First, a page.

OR: Medicaid Sign-Up Surge Prompts Two CCOs to Close Enrollment

Tina Edlund, Acting Director, Oregon Health Authority

Tina Edlund, Acting Director, Oregon Health Authority

Four months into Medicaid expansion, two of Oregon’s 16 coordinated care organizations (CCOs) have closed to new enrollment because they’ve gotten unexpectedly high numbers of new patients.

Trillium Community Health Plan, the CCO serving Lane County, closed in mid-March. Debi Farr, Trillium’s spokesperson, said approximately 25,000 people enrolled in the CCO between January and March.

That’s twice the number of new patients Trillium expected to receive in all of 2014. It’s also close to the CCO’s estimate that it would have 27,000 new patients by the end of 2016.

Cascade Health Alliance, the CCO serving Klamath County, is also closed. Its new patient load is double what the CCO expected, said Cascade CEO Bill Guest.

The closures are indicative of how rapidly Medicaid is expanding in Oregon.  Nearly 280,000 people have enrolled in Medicaid, either through Cover Oregon or Oregon’s innovative “fast-track” enrollment process, which is more than half of the 400,000 Oregonians that the Oregon Health Authority estimates are eligible for Medicaid.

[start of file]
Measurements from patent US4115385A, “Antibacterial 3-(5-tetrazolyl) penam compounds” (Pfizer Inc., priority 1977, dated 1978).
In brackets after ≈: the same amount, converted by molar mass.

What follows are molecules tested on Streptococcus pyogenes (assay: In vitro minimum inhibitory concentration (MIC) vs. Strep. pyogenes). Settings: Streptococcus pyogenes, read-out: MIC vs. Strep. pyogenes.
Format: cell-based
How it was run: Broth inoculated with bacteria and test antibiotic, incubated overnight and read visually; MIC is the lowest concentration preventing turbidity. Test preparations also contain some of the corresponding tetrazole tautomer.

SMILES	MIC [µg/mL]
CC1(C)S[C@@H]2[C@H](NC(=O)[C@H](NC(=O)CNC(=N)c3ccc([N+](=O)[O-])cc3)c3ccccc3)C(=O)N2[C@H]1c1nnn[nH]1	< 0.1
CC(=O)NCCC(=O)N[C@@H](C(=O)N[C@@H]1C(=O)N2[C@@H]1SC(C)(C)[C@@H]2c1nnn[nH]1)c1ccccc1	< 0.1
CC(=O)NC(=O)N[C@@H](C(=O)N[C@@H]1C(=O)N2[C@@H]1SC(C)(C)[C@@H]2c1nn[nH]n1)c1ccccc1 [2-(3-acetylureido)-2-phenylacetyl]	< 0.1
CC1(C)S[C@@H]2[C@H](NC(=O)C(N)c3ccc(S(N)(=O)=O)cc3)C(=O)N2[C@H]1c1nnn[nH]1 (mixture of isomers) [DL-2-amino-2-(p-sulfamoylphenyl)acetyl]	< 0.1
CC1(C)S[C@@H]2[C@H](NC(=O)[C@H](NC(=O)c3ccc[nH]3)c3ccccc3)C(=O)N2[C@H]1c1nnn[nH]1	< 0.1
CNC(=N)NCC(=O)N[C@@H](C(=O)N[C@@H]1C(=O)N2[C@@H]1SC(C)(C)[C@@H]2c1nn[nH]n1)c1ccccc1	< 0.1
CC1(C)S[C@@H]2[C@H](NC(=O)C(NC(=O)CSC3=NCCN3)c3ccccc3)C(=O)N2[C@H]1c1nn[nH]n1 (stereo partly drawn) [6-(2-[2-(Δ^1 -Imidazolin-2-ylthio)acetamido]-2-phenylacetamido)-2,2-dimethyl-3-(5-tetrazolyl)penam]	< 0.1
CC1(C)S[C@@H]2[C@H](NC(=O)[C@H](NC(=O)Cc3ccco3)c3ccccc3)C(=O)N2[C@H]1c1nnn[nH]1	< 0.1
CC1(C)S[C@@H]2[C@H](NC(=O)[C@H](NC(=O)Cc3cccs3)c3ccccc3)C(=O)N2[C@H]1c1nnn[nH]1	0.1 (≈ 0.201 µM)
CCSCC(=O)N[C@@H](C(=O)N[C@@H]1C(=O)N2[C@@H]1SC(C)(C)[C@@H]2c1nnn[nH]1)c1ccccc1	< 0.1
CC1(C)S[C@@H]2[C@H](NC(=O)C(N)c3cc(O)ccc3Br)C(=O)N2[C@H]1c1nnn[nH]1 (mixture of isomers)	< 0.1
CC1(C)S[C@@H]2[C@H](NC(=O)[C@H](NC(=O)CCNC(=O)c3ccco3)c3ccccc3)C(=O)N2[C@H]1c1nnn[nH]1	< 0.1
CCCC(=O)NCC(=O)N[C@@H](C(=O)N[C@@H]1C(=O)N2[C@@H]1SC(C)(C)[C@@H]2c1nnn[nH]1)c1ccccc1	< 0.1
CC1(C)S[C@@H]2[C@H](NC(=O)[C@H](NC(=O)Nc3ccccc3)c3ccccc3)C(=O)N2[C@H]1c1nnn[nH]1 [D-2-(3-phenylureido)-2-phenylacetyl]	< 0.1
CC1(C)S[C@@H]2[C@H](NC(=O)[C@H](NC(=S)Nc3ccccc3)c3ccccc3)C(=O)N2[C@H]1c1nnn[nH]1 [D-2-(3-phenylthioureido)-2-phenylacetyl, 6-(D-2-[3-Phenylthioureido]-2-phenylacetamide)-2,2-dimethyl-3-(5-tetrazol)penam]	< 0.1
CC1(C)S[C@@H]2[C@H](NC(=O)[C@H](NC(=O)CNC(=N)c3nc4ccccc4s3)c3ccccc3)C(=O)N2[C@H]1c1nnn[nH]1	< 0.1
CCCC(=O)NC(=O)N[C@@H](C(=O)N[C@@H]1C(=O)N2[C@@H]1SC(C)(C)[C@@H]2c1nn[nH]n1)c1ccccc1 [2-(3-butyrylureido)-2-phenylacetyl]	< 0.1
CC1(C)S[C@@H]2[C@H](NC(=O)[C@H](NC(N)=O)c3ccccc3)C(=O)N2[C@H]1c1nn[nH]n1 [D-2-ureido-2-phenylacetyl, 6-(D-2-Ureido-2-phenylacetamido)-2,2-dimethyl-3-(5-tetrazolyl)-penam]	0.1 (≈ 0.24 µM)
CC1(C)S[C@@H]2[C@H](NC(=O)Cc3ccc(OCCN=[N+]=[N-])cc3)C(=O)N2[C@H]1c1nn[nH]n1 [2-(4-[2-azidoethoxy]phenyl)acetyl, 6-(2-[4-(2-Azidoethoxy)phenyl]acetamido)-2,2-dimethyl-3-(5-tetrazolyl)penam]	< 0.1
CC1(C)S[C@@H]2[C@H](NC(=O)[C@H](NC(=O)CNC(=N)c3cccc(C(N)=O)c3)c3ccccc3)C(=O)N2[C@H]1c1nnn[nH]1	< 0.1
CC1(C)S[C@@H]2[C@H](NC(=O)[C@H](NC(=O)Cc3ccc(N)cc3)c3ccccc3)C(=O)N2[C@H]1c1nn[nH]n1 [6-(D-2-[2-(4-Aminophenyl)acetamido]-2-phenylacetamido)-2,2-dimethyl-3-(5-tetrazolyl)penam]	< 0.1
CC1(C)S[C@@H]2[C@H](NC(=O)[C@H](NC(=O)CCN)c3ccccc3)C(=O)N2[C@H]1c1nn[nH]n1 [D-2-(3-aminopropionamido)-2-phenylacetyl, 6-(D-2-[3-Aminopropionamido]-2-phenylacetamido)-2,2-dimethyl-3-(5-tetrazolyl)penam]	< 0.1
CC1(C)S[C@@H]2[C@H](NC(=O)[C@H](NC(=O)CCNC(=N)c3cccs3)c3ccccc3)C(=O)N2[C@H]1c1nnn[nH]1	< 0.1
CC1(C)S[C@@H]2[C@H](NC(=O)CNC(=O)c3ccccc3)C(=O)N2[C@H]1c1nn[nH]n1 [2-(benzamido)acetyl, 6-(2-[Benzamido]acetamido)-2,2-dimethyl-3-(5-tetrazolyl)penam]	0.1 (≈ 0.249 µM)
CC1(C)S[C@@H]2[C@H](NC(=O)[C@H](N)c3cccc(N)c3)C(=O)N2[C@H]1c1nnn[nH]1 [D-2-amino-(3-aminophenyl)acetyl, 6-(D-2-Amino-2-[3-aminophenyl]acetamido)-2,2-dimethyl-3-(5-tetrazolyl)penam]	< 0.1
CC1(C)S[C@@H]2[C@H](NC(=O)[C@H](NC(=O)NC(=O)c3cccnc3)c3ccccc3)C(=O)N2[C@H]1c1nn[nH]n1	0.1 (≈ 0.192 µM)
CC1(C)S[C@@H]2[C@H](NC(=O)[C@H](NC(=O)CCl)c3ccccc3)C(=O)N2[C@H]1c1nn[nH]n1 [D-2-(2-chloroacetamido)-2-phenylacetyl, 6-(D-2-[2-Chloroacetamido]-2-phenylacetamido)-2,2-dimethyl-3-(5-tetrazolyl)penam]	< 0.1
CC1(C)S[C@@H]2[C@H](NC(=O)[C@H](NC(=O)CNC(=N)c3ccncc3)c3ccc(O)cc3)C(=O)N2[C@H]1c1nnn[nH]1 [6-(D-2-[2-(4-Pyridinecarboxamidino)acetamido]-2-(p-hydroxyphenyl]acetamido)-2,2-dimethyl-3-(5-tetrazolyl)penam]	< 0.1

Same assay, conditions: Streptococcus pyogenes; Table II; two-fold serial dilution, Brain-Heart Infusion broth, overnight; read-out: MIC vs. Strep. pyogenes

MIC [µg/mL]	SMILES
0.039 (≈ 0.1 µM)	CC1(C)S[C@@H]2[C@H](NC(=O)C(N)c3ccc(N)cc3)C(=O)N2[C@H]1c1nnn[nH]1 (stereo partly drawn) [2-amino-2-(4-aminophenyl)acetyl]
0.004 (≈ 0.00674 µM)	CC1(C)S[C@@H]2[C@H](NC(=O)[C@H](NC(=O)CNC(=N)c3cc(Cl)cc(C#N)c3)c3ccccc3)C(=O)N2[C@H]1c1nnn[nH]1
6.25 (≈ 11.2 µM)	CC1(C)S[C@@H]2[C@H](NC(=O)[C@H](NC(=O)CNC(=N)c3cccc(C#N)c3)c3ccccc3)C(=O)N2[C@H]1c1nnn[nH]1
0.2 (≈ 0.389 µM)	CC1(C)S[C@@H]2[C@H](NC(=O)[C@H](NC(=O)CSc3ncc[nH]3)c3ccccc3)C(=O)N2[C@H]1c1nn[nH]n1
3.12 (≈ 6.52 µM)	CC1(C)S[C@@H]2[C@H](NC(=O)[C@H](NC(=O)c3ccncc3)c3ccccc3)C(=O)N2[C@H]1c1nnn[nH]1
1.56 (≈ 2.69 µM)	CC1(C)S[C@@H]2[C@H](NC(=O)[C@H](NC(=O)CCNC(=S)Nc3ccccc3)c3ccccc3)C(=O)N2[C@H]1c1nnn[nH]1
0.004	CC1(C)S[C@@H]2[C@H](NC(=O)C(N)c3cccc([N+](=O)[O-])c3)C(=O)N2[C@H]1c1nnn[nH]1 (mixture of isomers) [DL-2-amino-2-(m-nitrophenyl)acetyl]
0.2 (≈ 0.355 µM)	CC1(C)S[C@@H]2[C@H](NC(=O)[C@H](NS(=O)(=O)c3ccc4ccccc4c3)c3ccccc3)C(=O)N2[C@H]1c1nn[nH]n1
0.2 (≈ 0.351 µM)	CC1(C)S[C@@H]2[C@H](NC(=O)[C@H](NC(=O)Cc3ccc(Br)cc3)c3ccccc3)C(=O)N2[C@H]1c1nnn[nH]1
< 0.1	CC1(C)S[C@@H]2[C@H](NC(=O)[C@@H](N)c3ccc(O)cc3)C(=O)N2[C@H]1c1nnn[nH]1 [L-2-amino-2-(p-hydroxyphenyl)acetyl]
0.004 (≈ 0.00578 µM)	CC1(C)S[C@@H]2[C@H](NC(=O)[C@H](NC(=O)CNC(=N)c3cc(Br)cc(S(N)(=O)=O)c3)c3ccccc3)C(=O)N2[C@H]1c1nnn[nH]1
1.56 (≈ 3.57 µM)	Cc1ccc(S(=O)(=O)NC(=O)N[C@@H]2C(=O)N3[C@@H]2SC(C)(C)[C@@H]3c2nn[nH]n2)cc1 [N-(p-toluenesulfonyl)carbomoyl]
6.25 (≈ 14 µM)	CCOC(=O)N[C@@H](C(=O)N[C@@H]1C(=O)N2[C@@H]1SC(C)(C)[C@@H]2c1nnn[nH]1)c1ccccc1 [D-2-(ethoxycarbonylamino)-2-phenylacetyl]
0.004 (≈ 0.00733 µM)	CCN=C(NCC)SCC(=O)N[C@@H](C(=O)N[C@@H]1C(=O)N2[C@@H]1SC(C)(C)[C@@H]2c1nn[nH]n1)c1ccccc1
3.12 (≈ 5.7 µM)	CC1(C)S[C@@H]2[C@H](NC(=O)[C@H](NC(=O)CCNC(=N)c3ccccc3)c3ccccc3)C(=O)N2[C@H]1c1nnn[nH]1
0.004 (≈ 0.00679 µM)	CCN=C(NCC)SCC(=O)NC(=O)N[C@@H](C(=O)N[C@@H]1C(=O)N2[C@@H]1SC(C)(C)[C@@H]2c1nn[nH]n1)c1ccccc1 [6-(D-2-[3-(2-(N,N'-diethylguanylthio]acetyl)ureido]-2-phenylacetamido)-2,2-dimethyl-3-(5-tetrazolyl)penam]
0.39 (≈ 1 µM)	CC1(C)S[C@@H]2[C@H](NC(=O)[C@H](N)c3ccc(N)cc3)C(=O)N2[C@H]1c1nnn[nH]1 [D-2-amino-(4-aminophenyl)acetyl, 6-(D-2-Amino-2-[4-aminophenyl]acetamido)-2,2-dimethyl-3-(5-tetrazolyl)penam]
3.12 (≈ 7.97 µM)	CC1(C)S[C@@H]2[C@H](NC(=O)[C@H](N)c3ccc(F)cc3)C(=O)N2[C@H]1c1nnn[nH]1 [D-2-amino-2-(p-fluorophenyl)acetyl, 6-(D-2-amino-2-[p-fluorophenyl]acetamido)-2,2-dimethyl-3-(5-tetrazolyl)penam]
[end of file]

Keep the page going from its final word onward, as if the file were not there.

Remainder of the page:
The enrollment numbers blow the state’s enrollment projections out of the water. The Oregon Health Authority had estimated that about 136,300 people would join Medicaid in all of 2014.

The doubling or tripling of patient populations has stressed the CCOs’ provider networks, underscoring the growing need for more primary care practitioners.

Guest said that the strain on its provider network is the main reason that Cascade had to close to new enrollees. “We have a limited amount of primary care practitioners in our area,” he said, adding that the requirement to assign patients to primary care providers within 60 days would have become impossible to meet had the CCO remained open.

Farr said Trillium has assigned 13,000 new patients to a primary care provider but is still working to assign the remaining 11,000.

It is affecting which of these new patients can access care, and when.

Tina Edlund, the Oregon Health Authority’s acting director, said that CCOs are required to prioritize patients who need emergency or urgent care. “It might mean the wait time for your first appointment for non-urgent issues, like physicals, are pushed out a little way,” she said.

When CCOs first became operational in 2012, its leaders knew that Medicaid expansion was on the horizon. FamilyCare, Inc., one of the CCOs serving the Portland metropolitan area, has increased the rates it pays its primary care providers as one way to expand its network.

Expanding the use of patient-centered primary care homes and non-traditional healthcare workers are also ways that CCOs are increasing primary care capacity, Edlund points out.

As more of Oregon’s uninsured population enrolls in coverage, it’s unlikely the CCOs’ populations will continue expanding so rapidly in the future, Edlund thinks.

“At some point, this normalizes,” she said. “What’s in front of us right now is the real challenge.”